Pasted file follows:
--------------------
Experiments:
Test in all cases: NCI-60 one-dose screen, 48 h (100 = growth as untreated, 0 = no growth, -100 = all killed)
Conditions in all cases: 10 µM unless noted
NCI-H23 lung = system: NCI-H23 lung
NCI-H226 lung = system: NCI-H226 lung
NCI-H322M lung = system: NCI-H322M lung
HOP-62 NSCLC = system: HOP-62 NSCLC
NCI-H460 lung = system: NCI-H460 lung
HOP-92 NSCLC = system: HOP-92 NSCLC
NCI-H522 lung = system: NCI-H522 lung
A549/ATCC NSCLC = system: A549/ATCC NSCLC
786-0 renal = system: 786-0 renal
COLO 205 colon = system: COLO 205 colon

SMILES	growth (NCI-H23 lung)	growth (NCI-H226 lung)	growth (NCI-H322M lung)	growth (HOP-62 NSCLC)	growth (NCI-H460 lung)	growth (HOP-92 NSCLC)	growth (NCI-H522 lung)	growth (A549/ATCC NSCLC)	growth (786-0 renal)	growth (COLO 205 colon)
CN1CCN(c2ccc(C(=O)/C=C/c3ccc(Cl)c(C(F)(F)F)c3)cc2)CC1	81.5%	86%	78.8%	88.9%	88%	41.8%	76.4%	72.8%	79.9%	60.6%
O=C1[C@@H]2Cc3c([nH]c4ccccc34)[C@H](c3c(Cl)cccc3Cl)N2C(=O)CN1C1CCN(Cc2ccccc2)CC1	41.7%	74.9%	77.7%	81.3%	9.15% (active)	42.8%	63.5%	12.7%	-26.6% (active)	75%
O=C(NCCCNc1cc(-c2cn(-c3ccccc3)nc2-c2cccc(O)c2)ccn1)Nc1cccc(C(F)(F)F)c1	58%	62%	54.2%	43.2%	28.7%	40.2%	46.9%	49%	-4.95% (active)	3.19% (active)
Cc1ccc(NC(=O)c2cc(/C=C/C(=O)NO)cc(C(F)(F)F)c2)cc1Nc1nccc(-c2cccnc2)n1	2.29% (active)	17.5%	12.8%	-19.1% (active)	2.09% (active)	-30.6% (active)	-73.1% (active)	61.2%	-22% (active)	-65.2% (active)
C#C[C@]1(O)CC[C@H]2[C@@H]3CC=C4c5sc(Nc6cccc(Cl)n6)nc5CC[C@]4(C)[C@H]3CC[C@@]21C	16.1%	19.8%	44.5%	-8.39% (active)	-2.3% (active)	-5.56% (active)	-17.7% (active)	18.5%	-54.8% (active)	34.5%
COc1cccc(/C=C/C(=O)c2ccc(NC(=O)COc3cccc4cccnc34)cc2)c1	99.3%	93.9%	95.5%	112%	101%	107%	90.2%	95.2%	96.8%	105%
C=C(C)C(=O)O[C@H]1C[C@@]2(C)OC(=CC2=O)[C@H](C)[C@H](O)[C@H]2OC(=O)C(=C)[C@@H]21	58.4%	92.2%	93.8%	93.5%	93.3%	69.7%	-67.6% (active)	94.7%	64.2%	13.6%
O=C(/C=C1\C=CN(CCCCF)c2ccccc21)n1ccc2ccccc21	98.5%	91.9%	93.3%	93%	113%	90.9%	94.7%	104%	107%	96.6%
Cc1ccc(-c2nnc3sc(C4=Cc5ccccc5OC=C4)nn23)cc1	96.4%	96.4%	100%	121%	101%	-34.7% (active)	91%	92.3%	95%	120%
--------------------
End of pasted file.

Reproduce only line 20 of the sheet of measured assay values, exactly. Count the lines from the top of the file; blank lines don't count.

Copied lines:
COc1cccc(/C=C/C(=O)c2ccc(NC(=O)COc3cccc4cccnc34)cc2)c1	99.3%	93.9%	95.5%	112%	101%	107%	90.2%	95.2%	96.8%	105%